Patterns of History text graphic

On view February 2–Fall 2021
Mint Museum Randolph

One of the most popular collections of The Mint Museum is its quilt collection. The bulk of the collection came as a single donation by Fleur Bresler for whom the Fiber Gallery at Mint Museum Uptown is now named. Two Mint Museum special exhibitions have featured those quilts and others have been displayed at both museum locations over the years.

Unknown artist, 19th century. “Love Apple” applique pattern, circa 1876, Brookville, PA. Paper, cotton thread, newsprint . Gift of Frances Parrack.

The appeal of quilts is widespread. Quilts made by a family member or ancestor are handed down and cherished. Quilts tell stories; sometimes literally, and their execution can be simple or elaborate; plain or extravagant; and their purpose practical, or not. Quilter and scholar Carolyn Mazloomi noted that quilts have traditionally been viewed as a folk-art tradition of self-taught artists. But “quilting artists blurry the line between “high” art and “low” art, and allow for artists who have been habitually marginalized to participate in the contemporary Western art world.”  The remarkable new addition to the Mint collection, Elizabeth Talford Scott’s Shield, is a testimony to this.

 

Quilting patterns infuse the work of artist of all types. John Biggers ­­­­­­­­­­­­­­Wheel in Wheel and Michele Tejoula Turner’s Babalawo in galleries at Mint Museum Uptown reveal how embedded these patterns and designs are in American culture.

Michele T. Turner (American, 1956–). Babalawo, circa 2006, paint, gourd. Gift of Dana Martin Davis in honor of DVA Charlotte. 2015.14

To quote historian Cuesta Benberry: “The history of America runs like a thread through the American quilt patterns.”  Primarily considered woman’s work, quilting is part of so many American communities – African American, Native American, European immigrant, and influenced by even more. A ripe area of research still being mined, quilt patterns reflect our shared experience and the unique contributions of communities of quilters.  The changing names of the patterns reveal that history as we learn more of name origins and how those names changed over time and why. Dr. Carolyn Ducey of the International Quilt Museum in Nebraska lamented in a recent email that historically, “unfortunately, most women’s objects are not documented!” However, the patterns are documented, and are documentation themselves.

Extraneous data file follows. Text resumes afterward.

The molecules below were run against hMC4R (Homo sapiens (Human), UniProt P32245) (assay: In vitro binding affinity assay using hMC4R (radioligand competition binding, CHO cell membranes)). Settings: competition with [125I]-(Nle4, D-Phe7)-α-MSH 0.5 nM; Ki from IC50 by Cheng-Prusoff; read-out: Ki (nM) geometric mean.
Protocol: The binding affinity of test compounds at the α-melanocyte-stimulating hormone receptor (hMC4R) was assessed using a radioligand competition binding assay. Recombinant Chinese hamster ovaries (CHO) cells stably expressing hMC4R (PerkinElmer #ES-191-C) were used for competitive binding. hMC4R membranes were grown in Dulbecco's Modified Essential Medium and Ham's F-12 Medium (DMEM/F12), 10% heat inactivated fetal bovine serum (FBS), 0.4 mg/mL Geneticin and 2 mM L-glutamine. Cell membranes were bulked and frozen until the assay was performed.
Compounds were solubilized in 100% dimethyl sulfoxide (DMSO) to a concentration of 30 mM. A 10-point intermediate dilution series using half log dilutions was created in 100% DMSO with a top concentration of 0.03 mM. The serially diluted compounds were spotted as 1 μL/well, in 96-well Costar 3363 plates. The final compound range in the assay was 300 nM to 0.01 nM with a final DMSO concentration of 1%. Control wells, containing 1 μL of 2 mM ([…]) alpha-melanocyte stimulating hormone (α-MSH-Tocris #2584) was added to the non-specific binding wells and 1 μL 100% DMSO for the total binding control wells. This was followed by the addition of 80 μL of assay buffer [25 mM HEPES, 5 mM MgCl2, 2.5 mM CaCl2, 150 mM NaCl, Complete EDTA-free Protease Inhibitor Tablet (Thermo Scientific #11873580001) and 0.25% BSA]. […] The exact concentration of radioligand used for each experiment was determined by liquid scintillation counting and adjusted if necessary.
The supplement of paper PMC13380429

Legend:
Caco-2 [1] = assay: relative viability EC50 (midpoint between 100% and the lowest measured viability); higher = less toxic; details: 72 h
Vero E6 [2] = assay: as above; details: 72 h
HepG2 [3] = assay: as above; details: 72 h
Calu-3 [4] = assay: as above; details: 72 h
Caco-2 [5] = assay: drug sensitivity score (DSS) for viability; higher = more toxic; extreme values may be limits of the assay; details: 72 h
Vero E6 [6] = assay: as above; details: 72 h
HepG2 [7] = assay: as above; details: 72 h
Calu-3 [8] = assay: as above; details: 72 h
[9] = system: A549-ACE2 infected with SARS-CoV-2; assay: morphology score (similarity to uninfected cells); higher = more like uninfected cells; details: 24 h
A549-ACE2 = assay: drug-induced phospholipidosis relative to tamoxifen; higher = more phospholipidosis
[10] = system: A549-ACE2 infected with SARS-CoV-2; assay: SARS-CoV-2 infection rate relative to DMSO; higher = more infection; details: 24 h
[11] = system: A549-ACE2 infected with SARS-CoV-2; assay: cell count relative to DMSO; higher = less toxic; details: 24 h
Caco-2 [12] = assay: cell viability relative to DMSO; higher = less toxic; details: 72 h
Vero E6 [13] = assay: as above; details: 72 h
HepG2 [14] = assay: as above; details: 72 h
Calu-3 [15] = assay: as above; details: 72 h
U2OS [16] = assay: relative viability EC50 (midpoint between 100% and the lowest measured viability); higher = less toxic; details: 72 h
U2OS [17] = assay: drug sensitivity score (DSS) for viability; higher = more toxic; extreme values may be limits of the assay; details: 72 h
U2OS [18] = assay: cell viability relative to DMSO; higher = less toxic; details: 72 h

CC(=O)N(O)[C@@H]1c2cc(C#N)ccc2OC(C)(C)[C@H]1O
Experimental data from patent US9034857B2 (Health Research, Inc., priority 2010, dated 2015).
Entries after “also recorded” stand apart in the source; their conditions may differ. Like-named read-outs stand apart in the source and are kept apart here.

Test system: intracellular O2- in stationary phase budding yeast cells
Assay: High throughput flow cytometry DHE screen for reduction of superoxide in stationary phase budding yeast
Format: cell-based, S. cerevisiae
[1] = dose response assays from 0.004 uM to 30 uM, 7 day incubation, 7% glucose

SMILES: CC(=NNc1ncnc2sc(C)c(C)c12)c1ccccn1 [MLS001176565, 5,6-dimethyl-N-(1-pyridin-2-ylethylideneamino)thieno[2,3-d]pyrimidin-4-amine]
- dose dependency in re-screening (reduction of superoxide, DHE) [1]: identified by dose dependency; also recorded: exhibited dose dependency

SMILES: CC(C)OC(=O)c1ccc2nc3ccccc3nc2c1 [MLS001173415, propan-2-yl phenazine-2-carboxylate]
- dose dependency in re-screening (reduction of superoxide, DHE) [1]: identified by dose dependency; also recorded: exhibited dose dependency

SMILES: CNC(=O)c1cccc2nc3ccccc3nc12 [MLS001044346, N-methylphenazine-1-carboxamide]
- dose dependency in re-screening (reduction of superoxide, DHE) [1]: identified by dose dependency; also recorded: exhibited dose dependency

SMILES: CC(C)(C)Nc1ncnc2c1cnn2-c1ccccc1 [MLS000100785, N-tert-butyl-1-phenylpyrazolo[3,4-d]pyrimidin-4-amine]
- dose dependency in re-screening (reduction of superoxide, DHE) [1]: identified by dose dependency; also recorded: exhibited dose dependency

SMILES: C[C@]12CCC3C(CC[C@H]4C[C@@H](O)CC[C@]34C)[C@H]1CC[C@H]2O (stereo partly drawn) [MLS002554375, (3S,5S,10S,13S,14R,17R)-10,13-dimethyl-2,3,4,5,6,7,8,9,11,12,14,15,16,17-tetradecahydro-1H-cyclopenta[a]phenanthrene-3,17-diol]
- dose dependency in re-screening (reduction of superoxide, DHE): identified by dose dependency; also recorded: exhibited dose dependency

The Mint Museum Library has been gifted with a wide variety of resources on quilting over the last decade. Donors, like Fleur Bresler mentioned previously, have donated references for quilts along with the quilts themselves. A fellow quilter and friend of Bresler, Frances Parrack, in particular has been a generous donor to the library of quilting exhibition catalogs, how-to manuals, quilt histories, pattern references and patterns themselves. The items on display just skim the surface of the Mint library’s materials on quilting available to the community.